Mysteries in Science: Concerted Evolutionary Engineering of Proteins and Small Molecules
(Professor, Department of Chemistry)
Chemistry helps us to understand natural phenomena in terms of their constituent atoms and molecules, and its greatest gift is that it allows us to create completely new substances that are useful to humanity. For example, we can artificially synthesize natural polyether compounds with molecular weights in the thousands, and some of these techniques have found application in drug development. However, life creates even larger proteins with molecular weights of 10,000 or more which have advanced functions that cannot be replicated by artificial means. How such protein functions were created from atoms in the process of evolution remains a mystery.
Among this diverse range of functional proteins, we focus on the photoreceptor proteins that absorb or emit light, and seek to use these proteins in analytical techniques in life science research. As an example, let’s take the source of firefly light. Fireflies emit light by converting the energy produced in a chemical reaction between the luciferase and its substrate luciferin, into light. In the distant future, we may be able to artificially create a luciferase-like enzyme with the desired luminescence properties from scratch. However, it is also possible to artificially evolve luciferase — created naturally in the process of evolution — to give it new functions. One of the simplest examples of this involves changing the wavelength of the light emitted by luciferase by introducing random mutations into the luciferase gene. Another technique involves creating a cyclic luciferase molecule in which its ends –the amino terminus and carboxy terminus – are joined together by a protein splicing reaction with intein. Cyclic luciferase does not emit light because of structural hindrance, but when it is cleaved by an enzyme such as a protease, its activity is restored and light is emitted. In another example, luciferase loses its activity when it is split into two fragments at a specific location, but recovers that activity when the split ends come close and the fragments are reconstituted into the native form. This splitting and reconstitution of luciferase has been used to detect protein interactions and post-translational modifications. Fireflies have the property of flashing their light on and off, and it is also possible to artificially create a flickering phenomenon by inserting a plant-derived photosensitive protein at a specific site in luciferase. This modified luciferase has been used as a sensor for measuring pH levels in living organisms. Thus, the artificial evolution of luciferase has led to the development of technologies to detect various phenomena in the living body as luminescence signals .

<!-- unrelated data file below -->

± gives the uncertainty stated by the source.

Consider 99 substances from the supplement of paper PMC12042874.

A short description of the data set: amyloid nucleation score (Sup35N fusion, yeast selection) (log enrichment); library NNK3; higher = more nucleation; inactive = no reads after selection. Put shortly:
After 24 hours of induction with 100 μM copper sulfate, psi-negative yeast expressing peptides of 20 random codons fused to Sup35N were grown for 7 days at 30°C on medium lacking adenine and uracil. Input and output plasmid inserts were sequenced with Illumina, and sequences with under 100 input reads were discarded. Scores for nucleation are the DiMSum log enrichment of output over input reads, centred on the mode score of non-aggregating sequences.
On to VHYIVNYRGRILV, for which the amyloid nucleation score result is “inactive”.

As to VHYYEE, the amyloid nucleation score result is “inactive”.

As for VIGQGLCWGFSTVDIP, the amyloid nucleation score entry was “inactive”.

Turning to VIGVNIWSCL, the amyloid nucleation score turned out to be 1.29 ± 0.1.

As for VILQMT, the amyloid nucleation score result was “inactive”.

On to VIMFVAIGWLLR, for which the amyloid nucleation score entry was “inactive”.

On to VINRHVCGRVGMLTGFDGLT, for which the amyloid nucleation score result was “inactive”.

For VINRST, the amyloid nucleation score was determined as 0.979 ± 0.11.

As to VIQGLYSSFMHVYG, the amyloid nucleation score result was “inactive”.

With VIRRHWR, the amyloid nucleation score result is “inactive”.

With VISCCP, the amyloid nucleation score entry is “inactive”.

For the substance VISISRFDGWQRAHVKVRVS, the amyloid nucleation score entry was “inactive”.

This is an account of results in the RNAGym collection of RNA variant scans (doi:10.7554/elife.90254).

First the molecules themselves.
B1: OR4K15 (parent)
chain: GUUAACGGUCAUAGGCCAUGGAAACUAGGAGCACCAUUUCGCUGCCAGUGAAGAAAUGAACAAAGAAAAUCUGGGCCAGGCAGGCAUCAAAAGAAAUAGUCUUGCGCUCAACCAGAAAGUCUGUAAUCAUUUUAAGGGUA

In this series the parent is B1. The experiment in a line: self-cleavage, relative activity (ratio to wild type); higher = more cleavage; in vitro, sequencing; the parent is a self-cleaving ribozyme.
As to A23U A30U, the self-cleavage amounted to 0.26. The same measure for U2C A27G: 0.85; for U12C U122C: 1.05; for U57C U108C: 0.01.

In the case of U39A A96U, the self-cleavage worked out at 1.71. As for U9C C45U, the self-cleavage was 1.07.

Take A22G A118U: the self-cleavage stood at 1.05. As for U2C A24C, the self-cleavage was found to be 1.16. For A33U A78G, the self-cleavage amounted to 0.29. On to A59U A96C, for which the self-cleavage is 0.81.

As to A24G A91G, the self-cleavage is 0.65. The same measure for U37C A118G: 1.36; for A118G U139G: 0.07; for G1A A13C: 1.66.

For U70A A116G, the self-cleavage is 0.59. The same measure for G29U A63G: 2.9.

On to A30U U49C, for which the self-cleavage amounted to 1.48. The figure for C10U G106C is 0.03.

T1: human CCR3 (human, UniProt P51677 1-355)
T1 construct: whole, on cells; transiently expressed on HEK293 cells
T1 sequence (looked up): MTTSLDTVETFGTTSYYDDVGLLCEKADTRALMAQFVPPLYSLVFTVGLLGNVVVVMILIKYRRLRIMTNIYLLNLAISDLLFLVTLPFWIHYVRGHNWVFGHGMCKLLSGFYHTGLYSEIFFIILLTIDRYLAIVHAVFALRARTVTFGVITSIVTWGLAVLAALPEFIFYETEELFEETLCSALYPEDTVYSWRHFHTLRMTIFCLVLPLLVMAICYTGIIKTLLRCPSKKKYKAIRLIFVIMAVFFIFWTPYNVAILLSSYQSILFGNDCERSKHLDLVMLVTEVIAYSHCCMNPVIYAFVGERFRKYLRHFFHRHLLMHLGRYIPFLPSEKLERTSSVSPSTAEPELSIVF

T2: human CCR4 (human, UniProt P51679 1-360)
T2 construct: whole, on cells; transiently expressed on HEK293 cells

Proteins are not our only targets for evolution. Researchers have also attempted to control the color of light emitted by luciferase by artificially modifying its substrate. One drawback, however, has been the fact that the modified substrate is less adjusted to luciferase, and hence its activity is greatly weakened. We are therefore using evolutionary engineering techniques to improve luminescence by evolving luciferase to suit the modified substrate.
Such evolutionary engineering of photosensitive proteins has been achieved not only for luciferase but also for various fluorescent proteins and plant-derived photoreceptor proteins. The latter have attracted a great deal of attention in the field of optogenetics, and will become even more important in the future . The evolutionary engineering of both proteins and binding molecules may create proteins with functions that go far beyond the limits of our imagination. To achieve this goal, technological innovations that further accelerate molecular evolution will be key.
1. M. Endo and T. Ozawa, “Strategies for development of optogenetic systems and their applications.” J. Photochem. Photobiol. C, 30, 10-23 (2017).
Figure. Evolutionary engineering of luciferin and luciferase.
― This article is from the "Mysteries in Science" series in The Rigakubu News ―
Translated by the Office of Communication
― Office of Communication ―